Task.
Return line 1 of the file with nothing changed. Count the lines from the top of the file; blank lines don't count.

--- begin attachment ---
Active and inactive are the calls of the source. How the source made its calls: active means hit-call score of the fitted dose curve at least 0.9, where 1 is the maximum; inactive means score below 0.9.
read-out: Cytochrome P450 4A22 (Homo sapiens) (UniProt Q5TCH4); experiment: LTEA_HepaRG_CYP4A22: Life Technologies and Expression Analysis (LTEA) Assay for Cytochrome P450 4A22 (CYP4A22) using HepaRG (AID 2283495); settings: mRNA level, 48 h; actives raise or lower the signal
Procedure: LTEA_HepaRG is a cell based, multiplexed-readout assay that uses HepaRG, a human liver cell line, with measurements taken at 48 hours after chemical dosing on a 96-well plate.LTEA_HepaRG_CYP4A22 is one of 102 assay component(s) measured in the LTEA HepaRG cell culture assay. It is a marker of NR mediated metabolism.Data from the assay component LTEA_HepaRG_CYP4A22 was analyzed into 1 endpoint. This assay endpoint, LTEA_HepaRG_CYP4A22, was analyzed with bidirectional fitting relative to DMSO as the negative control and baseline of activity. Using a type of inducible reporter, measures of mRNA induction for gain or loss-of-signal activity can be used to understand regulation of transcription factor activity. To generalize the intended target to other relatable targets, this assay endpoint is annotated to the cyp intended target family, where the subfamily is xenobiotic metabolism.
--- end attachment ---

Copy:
Active and inactive are the calls of the source. How the source made its calls: active means hit-call score of the fitted dose curve at least 0.9, where 1 is the maximum; inactive means score below 0.9.